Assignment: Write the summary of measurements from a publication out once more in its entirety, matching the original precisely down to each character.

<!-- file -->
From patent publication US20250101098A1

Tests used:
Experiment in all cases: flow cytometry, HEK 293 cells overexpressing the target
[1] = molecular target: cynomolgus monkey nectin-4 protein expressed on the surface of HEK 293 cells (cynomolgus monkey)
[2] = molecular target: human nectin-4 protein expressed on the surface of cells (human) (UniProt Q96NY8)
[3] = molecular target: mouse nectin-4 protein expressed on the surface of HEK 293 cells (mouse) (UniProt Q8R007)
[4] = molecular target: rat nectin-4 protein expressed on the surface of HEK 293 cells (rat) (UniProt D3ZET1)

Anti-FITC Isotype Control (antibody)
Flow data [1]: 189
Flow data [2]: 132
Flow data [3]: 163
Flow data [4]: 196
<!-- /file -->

From patent publication US20250101098A1

Tests used:
Experiment in all cases: flow cytometry, HEK 293 cells overexpressing the target
[1] = molecular target: cynomolgus monkey nectin-4 protein expressed on the surface of HEK 293 cells (cynomolgus monkey)
[2] = molecular target: human nectin-4 protein expressed on the surface of cells (human) (UniProt Q96NY8)
[3] = molecular target: mouse nectin-4 protein expressed on the surface of HEK 293 cells (mouse) (UniProt Q8R007)
[4] = molecular target: rat nectin-4 protein expressed on the surface of HEK 293 cells (rat) (UniProt D3ZET1)

Anti-FITC Isotype Control (antibody)
Flow data [1]: 189
Flow data [2]: 132
Flow data [3]: 163
Flow data [4]: 196